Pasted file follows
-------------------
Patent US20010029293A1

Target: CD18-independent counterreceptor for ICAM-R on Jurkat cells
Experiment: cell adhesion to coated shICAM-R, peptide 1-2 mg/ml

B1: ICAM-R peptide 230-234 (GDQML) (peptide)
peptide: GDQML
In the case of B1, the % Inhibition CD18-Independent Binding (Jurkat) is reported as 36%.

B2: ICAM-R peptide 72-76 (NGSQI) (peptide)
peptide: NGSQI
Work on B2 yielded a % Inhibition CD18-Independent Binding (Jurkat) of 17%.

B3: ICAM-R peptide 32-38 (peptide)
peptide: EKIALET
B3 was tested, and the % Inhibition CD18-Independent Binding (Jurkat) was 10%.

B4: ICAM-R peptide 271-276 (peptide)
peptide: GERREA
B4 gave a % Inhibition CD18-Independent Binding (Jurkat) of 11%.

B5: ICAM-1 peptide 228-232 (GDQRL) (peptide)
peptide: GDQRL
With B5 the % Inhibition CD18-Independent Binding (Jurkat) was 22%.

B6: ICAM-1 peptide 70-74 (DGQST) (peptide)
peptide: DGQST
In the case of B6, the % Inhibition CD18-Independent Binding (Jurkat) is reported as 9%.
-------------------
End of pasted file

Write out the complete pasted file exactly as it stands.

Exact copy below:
Patent US20010029293A1

Target: CD18-independent counterreceptor for ICAM-R on Jurkat cells
Experiment: cell adhesion to coated shICAM-R, peptide 1-2 mg/ml

B1: ICAM-R peptide 230-234 (GDQML) (peptide)
peptide: GDQML
In the case of B1, the % Inhibition CD18-Independent Binding (Jurkat) is reported as 36%.

B2: ICAM-R peptide 72-76 (NGSQI) (peptide)
peptide: NGSQI
Work on B2 yielded a % Inhibition CD18-Independent Binding (Jurkat) of 17%.

B3: ICAM-R peptide 32-38 (peptide)
peptide: EKIALET
B3 was tested, and the % Inhibition CD18-Independent Binding (Jurkat) was 10%.

B4: ICAM-R peptide 271-276 (peptide)
peptide: GERREA
B4 gave a % Inhibition CD18-Independent Binding (Jurkat) of 11%.

B5: ICAM-1 peptide 228-232 (GDQRL) (peptide)
peptide: GDQRL
With B5 the % Inhibition CD18-Independent Binding (Jurkat) was 22%.

B6: ICAM-1 peptide 70-74 (DGQST) (peptide)
peptide: DGQST
In the case of B6, the % Inhibition CD18-Independent Binding (Jurkat) is reported as 9%.